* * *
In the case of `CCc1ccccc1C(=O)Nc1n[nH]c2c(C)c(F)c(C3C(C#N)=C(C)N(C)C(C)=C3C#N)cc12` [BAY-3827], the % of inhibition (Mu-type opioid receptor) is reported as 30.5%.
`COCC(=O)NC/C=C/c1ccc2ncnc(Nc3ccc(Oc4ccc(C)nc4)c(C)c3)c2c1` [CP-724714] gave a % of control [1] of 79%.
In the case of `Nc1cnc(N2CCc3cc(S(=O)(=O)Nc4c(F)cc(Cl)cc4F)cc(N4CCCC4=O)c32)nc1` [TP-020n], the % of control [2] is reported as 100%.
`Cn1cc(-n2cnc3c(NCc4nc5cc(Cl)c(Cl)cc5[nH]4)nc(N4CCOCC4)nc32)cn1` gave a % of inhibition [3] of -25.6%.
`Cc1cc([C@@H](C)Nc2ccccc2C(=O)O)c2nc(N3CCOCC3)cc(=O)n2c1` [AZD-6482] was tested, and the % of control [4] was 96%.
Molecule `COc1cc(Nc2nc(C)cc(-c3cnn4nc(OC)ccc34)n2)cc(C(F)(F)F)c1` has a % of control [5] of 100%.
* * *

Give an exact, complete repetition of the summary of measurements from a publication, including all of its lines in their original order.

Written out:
In the case of `CCc1ccccc1C(=O)Nc1n[nH]c2c(C)c(F)c(C3C(C#N)=C(C)N(C)C(C)=C3C#N)cc12` [BAY-3827], the % of inhibition (Mu-type opioid receptor) is reported as 30.5%.
`COCC(=O)NC/C=C/c1ccc2ncnc(Nc3ccc(Oc4ccc(C)nc4)c(C)c3)c2c1` [CP-724714] gave a % of control [1] of 79%.
In the case of `Nc1cnc(N2CCc3cc(S(=O)(=O)Nc4c(F)cc(Cl)cc4F)cc(N4CCCC4=O)c32)nc1` [TP-020n], the % of control [2] is reported as 100%.
`Cn1cc(-n2cnc3c(NCc4nc5cc(Cl)c(Cl)cc5[nH]4)nc(N4CCOCC4)nc32)cn1` gave a % of inhibition [3] of -25.6%.
`Cc1cc([C@@H](C)Nc2ccccc2C(=O)O)c2nc(N3CCOCC3)cc(=O)n2c1` [AZD-6482] was tested, and the % of control [4] was 96%.
Molecule `COc1cc(Nc2nc(C)cc(-c3cnn4nc(OC)ccc34)n2)cc(C(F)(F)F)c1` has a % of control [5] of 100%.